In his book, On the Theology of the Church, Eusebius of Caesarea explains how the Nicene Creed is a full expression of Subordinationist theology, starting with an emphasis in the Creed of saying, "We believe in One God..." Eusebius goes on to explain how the Nicene Creed was not written to expel Arius, but rather to unite Christians of all beliefs together.


According to R.P.C. Hanson, "with the exception of Athanasius, virtually every theologian, East and West, accepted some form of subordianationism at least up to the year 355; subordinationism might indeed, until the denouement of the controversy, have been discribed as accepted orthodoxy."[26] Athanasius, in particular, categorically rejected subordinationism in all its forms, possibly as a reaction against Arianism. In the pseudonymous Athanasian Creed, all three divine persons are almighty and Lord; no divine person is before or after another, none is greater or less than another … all three are co-equal. Later, when Arius submits to the Nicene Creed before Constantine, it ends up being Athanasius who is not only excommunicated from the Church but also banished from the Roman Empire.

Among the Cappadocian Fathers, who were the first theologians to popularize the term "Trinity" (Theophilus of Antioch coined it), they yet consistently asserted the supremacy and authority of the Father in all things. When the Cappadocians began releasing their beliefs in writing, it helped unify the semi-Arians with the Unitarians and Subordinationists. (The Greek Fathers and the whole Christian Orient speak, in this regard, of the "Father's Monarchy," and the Western tradition, following St. Augustine, also confesses that the Holy Spirit takes his origin from the Father principaliter, that is, as principle.[27] In this sense, therefore, the two traditions recognize that the "monarchy of the Father" implies that the Father is the sole Trinitarian Cause (Aitia) or Principle (Principium) of the Son and the Holy Spirit.)

The origin of the Holy Spirit from the Father alone as Principle of the whole Trinity is called ekporeusis by Greek tradition, following the Cappadocian Fathers. St. Gregory of Nazianzus, the Theologian, in fact, characterizes the Spirit's relationship of origin from the Father by the proper term ekporeusis, distinguishing it from that of procession (to proienai) which the Spirit has in common with the Son. "The Spirit is truly the Spirit proceeding (proion) from the Father, not by filiation, for it is not by generation, but by ekporeusis." [28] Even if St. Cyril of Alexandria happens at times to apply the verb ekporeusthai to the Son's relationship of origin from the Father, he never uses it for the relationship of the Spirit to the Son.[29] Even for St. Cyril, the term ekporeusis as distinct from the term "proceed" (proienai), can only characterize a relationship of origin to the principle without principle of the Trinity: the Father.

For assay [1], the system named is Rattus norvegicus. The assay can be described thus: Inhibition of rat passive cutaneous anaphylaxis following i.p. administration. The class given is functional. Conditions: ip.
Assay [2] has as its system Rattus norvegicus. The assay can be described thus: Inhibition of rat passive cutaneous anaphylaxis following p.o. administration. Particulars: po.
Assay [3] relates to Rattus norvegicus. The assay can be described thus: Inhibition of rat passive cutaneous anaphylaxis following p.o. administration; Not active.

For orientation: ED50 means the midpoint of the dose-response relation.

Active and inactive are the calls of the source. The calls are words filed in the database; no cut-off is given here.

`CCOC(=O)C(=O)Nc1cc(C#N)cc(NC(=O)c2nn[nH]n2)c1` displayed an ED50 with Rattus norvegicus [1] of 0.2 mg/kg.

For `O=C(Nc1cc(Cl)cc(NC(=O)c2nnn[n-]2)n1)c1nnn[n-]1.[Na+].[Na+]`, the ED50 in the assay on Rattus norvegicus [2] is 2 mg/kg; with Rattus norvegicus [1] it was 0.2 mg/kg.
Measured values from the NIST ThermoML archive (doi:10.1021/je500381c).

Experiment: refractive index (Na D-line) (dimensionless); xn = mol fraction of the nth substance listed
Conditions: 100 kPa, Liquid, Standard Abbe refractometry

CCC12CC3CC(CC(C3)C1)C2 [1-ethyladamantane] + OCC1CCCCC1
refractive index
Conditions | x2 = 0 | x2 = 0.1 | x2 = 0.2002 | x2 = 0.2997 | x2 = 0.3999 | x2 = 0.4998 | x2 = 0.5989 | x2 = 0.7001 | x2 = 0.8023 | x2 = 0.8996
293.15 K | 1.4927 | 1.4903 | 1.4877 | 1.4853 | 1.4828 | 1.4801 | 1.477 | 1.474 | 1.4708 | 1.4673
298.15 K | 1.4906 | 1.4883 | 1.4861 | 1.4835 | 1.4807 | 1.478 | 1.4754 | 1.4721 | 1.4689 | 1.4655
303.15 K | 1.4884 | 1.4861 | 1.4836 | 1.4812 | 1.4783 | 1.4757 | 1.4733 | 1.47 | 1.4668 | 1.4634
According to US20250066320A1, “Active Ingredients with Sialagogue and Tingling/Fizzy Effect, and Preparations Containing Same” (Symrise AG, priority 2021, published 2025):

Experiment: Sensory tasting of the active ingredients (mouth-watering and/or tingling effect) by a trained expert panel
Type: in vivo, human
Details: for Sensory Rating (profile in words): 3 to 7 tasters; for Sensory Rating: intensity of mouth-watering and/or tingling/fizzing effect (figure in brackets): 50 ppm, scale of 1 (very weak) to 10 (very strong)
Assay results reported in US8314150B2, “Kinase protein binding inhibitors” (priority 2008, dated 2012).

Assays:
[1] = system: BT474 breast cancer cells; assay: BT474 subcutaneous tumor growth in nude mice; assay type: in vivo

By inserting two phrases into the Nicene Creed without holding council, the Bishop of Rome showed a disdain for both the pre-existing Nicene Creed and its implied Subordinationism. The two additional phrases were the filioque clause and the "Deum de Deo" clause, commonly translated in English-speaking churches as "God from God."

In the Eastern Church, the debate surrounding subordinationism came to be submerged into the later conflict over the monarche, or single-source of divinity. This idea was that the Father was the source of divinity, from whom the son is eternally begotten and the spirit proceeds. As the Western church came to implicitly deny the monarchy and explicitly assert the papacy, this split eventually helped fuel reasons for rejection of the filioque clause, and ultimately the Great Schism of 1054.

Current Views

Greek Orthodox

Modern theologians of the eastern tradition mostly disagree as to whether their belief in a unique "monarchy of the Father" can fully classify them as Subordinationist.


"The Orthodox do not regard the teaching that the Holy Spirit proceeds from the Son as well as from the Father to be one which they can accept. This teaching is opposed to the monarchy of the Father and to the equality of the Spirit to the Father and the Son as a hypostasis or person distinct from both, as expressed by the original Creed. ... That the Holy Spirit eternally comes forth from the Son, so as to depend for his being and his possession of the one divine nature on the Son as well as on the Father, is a teaching which Orthodox uniformly oppose."[30]


Also a more “liberal” position on this issue is “also held by many Orthodox at the present time.”[citation needed]One author writes,